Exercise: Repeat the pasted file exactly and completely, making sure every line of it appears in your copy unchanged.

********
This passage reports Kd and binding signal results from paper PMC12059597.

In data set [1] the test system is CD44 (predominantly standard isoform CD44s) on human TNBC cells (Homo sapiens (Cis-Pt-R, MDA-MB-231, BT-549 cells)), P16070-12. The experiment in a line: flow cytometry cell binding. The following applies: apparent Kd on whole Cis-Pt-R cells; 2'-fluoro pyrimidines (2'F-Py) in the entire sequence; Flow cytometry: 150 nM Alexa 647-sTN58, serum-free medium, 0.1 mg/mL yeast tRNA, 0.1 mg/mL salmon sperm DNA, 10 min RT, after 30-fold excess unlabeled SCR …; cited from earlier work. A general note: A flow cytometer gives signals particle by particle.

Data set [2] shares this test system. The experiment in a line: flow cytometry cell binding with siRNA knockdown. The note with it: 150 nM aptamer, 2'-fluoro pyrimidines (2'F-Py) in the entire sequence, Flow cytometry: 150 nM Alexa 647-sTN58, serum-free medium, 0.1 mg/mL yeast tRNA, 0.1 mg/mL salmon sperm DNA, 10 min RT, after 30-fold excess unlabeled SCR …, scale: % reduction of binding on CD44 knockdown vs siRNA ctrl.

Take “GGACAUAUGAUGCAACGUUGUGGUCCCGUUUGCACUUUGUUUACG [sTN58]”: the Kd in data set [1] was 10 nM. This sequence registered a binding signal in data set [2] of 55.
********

This passage reports Kd and binding signal results from paper PMC12059597.

In data set [1] the test system is CD44 (predominantly standard isoform CD44s) on human TNBC cells (Homo sapiens (Cis-Pt-R, MDA-MB-231, BT-549 cells)), P16070-12. The experiment in a line: flow cytometry cell binding. The following applies: apparent Kd on whole Cis-Pt-R cells; 2'-fluoro pyrimidines (2'F-Py) in the entire sequence; Flow cytometry: 150 nM Alexa 647-sTN58, serum-free medium, 0.1 mg/mL yeast tRNA, 0.1 mg/mL salmon sperm DNA, 10 min RT, after 30-fold excess unlabeled SCR …; cited from earlier work. A general note: A flow cytometer gives signals particle by particle.

Data set [2] shares this test system. The experiment in a line: flow cytometry cell binding with siRNA knockdown. The note with it: 150 nM aptamer, 2'-fluoro pyrimidines (2'F-Py) in the entire sequence, Flow cytometry: 150 nM Alexa 647-sTN58, serum-free medium, 0.1 mg/mL yeast tRNA, 0.1 mg/mL salmon sperm DNA, 10 min RT, after 30-fold excess unlabeled SCR …, scale: % reduction of binding on CD44 knockdown vs siRNA ctrl.

Take “GGACAUAUGAUGCAACGUUGUGGUCCCGUUUGCACUUUGUUUACG [sTN58]”: the Kd in data set [1] was 10 nM. This sequence registered a binding signal in data set [2] of 55.